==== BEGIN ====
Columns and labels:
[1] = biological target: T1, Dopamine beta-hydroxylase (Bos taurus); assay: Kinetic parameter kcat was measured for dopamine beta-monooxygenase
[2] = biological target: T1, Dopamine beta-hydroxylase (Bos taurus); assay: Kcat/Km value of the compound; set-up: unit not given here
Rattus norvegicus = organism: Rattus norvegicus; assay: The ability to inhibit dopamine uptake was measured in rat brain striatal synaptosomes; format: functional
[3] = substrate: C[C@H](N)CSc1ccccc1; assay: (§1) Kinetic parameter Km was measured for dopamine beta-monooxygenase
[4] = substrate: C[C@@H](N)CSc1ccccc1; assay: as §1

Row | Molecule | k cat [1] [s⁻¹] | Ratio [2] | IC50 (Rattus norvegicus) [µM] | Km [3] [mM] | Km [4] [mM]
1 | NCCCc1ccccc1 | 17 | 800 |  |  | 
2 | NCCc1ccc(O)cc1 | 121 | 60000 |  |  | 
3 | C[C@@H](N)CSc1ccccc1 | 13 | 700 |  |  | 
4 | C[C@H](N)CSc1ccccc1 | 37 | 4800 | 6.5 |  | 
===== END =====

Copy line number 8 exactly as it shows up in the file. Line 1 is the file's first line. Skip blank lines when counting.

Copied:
1 | NCCCc1ccccc1 | 17 | 800 |  |  | 